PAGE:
Refineries are challenged to properly reuse or dispose of sour water by removing ammonia (NH3) and hydrogen sulfide (H2S) from water through a process called stripping. The stripping process uses steam to separate the inorganic compounds from the water due to their different component boiling points. Effective separation of ammonia and hydrogen sulfide increases the operating factor of the sulfur recovery units (SRUs), eliminates plugging in condensers and seals caused by ammonia salts, and prevents catalyst deactivation. In addition, by reducing ammonia in the feed, current SRUs reduce the bottleneck and future SRUs could be smaller in size.
Currently, the steamrate and sour water ph are the variables in stripping units that aremost commonly optimized. An increase in re-boiler steamrate boosts the amount of ammonia and hydrogen sulfide that is stripped fromthe sour water; however, this comes at a high energy cost. Sour water pHmanagement presents a unique problemsince the ideal pH for stripping hydrogen sulfide is below five while effective ammonia stripping requires a pH above ten.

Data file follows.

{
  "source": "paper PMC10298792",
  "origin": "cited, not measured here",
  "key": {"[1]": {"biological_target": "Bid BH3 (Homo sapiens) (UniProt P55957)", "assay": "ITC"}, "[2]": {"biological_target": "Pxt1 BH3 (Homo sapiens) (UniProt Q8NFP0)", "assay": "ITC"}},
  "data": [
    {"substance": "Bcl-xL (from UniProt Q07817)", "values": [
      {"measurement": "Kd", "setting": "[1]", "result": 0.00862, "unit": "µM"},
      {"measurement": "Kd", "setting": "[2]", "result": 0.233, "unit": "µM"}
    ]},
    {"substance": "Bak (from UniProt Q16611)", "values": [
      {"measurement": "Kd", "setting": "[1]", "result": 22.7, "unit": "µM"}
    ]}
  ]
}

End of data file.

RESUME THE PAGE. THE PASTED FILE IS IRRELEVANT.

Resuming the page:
The inability of analytical equipment to provide real time ammonium-N (NH4–N) content in the stripped water and pH instruments to withstand the poisonous conditions inside the distillation column has caused the industry to rely on “rules of thumb” to operate. The current recommended maximum steam rate for a single stage stripping unit is three pounds of steam per gallon for heated column feed (reflux plus feed) and the ammonia and hydrogen sulfide “compromised” pH is controlled between eight and ten. This strategy does not effectively manage energy costs as steam is usually wasted without stripping any additional ammonia (overstripping). In addition, WWT Plant costs increase as additional ammonia consuming bacteria is needed to meet effluent requirements.